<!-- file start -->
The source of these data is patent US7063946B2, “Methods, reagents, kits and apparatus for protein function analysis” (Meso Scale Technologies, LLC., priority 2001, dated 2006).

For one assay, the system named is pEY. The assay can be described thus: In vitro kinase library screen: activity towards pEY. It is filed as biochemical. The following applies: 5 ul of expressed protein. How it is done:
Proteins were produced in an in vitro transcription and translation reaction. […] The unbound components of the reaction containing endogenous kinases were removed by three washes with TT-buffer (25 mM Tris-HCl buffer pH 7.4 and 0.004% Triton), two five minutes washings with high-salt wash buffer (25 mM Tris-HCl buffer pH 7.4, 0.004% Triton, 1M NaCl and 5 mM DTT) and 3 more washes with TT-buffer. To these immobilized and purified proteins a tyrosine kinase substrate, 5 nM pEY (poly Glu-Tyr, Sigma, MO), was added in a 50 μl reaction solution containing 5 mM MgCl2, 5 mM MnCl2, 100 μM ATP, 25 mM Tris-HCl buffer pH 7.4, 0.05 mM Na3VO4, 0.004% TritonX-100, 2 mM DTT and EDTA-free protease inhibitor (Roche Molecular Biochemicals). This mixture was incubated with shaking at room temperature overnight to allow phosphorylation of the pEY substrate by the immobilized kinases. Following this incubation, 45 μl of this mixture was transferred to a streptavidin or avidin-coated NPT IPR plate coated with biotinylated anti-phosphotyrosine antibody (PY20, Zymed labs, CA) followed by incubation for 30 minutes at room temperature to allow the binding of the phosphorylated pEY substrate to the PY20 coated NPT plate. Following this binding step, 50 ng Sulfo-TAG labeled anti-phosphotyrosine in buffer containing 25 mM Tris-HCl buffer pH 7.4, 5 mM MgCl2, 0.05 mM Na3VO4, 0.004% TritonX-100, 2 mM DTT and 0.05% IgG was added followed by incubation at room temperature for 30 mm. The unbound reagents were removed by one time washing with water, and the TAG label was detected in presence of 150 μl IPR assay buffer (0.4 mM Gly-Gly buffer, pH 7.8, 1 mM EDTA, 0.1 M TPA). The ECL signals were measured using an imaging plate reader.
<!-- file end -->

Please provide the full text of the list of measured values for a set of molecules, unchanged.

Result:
The source of these data is patent US7063946B2, “Methods, reagents, kits and apparatus for protein function analysis” (Meso Scale Technologies, LLC., priority 2001, dated 2006).

For one assay, the system named is pEY. The assay can be described thus: In vitro kinase library screen: activity towards pEY. It is filed as biochemical. The following applies: 5 ul of expressed protein. How it is done:
Proteins were produced in an in vitro transcription and translation reaction. […] The unbound components of the reaction containing endogenous kinases were removed by three washes with TT-buffer (25 mM Tris-HCl buffer pH 7.4 and 0.004% Triton), two five minutes washings with high-salt wash buffer (25 mM Tris-HCl buffer pH 7.4, 0.004% Triton, 1M NaCl and 5 mM DTT) and 3 more washes with TT-buffer. To these immobilized and purified proteins a tyrosine kinase substrate, 5 nM pEY (poly Glu-Tyr, Sigma, MO), was added in a 50 μl reaction solution containing 5 mM MgCl2, 5 mM MnCl2, 100 μM ATP, 25 mM Tris-HCl buffer pH 7.4, 0.05 mM Na3VO4, 0.004% TritonX-100, 2 mM DTT and EDTA-free protease inhibitor (Roche Molecular Biochemicals). This mixture was incubated with shaking at room temperature overnight to allow phosphorylation of the pEY substrate by the immobilized kinases. Following this incubation, 45 μl of this mixture was transferred to a streptavidin or avidin-coated NPT IPR plate coated with biotinylated anti-phosphotyrosine antibody (PY20, Zymed labs, CA) followed by incubation for 30 minutes at room temperature to allow the binding of the phosphorylated pEY substrate to the PY20 coated NPT plate. Following this binding step, 50 ng Sulfo-TAG labeled anti-phosphotyrosine in buffer containing 25 mM Tris-HCl buffer pH 7.4, 5 mM MgCl2, 0.05 mM Na3VO4, 0.004% TritonX-100, 2 mM DTT and 0.05% IgG was added followed by incubation at room temperature for 30 mm. The unbound reagents were removed by one time washing with water, and the TAG label was detected in presence of 150 μl IPR assay buffer (0.4 mM Gly-Gly buffer, pH 7.8, 1 mM EDTA, 0.1 M TPA). The ECL signals were measured using an imaging plate reader.